The three laws of planetary motion discovered by Johannes Kepler during the early years of the seventeenth century. Kepler, a German astronomer (Fig. 1), published the first two laws in 1609 in a book entitled Astronomia nova, and the third law in another work, entitled De harmonices mundi, in 1619. The laws better explained the observed motions of the planets in the solar system, advanced heliocentric theory, and significantly influenced the laws of motion subsequently formulated by the English physicist and mathematician Isaac Newton. See also: Classical mechanics; Newton's laws of motion; Planet; Solar system
Kepler's first law states that a planet moves in an elliptical orbit around the Sun, which is located at one of the two foci of the ellipse.
An ellipse is a conic curve, usually defined algebraically and ranges from a circle (formed when a plane cuts the cone perpendicularly to its axis) up to a parabola (formed by the intersection of a cutting plane parallel to the side of the cone). As the plane approaches perpendicularity with the axis, the ellipse approaches a circle; Kepler's first law accepts a circular orbit as the limiting case of an ellipse. As the cutting plane approaches a position parallel to the side of the cone, the ellipse approaches a parabola; although a body can move in a parabolic path around another placed at its focus, it would not be a planet in the accepted sense because it would never return. An ellipse is also defined as the locus of points the sum of whose distances from two fixed points (the foci) is a constant. See also: Circle; Conic section; Ellipse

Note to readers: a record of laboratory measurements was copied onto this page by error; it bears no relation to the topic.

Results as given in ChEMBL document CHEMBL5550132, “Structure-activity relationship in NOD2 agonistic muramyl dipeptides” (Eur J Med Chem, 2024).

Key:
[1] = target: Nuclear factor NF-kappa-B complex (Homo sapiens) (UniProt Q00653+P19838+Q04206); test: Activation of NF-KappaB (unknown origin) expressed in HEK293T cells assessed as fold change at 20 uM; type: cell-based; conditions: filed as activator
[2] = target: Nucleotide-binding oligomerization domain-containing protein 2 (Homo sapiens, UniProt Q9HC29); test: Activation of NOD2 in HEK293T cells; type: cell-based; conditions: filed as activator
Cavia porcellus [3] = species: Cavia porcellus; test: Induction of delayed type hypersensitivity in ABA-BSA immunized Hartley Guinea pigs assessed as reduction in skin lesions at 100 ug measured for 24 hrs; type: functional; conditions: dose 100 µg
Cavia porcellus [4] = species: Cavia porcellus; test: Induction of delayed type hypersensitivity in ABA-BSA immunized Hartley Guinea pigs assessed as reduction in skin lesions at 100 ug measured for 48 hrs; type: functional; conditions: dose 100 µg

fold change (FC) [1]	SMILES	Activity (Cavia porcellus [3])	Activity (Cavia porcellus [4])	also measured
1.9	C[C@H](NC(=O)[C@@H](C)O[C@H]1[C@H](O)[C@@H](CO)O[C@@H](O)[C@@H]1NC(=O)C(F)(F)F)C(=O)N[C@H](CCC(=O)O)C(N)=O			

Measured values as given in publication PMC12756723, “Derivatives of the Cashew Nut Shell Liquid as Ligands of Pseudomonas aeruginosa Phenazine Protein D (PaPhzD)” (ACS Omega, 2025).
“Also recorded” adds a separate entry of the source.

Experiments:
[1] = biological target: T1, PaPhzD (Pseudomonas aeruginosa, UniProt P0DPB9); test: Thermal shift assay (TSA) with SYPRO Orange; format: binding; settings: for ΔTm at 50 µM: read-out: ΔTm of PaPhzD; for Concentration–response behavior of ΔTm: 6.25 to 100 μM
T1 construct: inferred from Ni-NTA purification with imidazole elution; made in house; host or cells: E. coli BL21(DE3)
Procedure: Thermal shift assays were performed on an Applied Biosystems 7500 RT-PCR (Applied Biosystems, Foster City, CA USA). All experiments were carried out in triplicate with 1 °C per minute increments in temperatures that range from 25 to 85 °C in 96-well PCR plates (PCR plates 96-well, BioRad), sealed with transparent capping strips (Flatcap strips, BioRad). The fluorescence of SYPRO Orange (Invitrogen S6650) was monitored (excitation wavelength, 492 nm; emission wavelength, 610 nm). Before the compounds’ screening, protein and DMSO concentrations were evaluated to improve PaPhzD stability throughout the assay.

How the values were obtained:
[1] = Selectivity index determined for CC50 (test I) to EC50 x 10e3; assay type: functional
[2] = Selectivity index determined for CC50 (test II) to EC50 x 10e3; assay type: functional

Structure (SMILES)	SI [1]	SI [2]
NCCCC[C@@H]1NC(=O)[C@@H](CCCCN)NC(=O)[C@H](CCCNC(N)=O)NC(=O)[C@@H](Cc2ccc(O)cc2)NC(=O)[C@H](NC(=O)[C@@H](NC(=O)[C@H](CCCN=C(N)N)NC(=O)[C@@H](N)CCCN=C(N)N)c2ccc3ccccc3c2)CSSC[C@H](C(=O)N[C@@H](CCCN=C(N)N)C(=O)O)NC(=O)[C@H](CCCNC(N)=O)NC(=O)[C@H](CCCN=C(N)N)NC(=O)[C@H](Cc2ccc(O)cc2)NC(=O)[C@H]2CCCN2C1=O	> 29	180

Kepler discovered the first law by analyzing the observations that Danish astronomer Tycho Brahe had made of the planet Mars in the late sixteenth century. An earlier astronomer of that century, the Polish doctor and astronomer Nicolaus Copernicus, had broken with the common-sense notion, apparently supported by daily experience, that the Earth is the center of the universe around which all other bodies move. Instead, Copernicus proposed a heliocentric theory, in which the Sun is at the center. Copernicus had, however, accepted another tradition in astronomy, that all heavenly appearances are to be explained by combinations of circles, which were held to be perfect figures. Kepler's ellipses shattered that tradition. The ellipses also challenged another premise of earlier astronomy, that the heavens are fundamentally different from the Earth. Although Kepler discovered the ellipse by studying Mars, he generalized the shape to the orbits of all the planets, including Earth. See also: Earth; Mars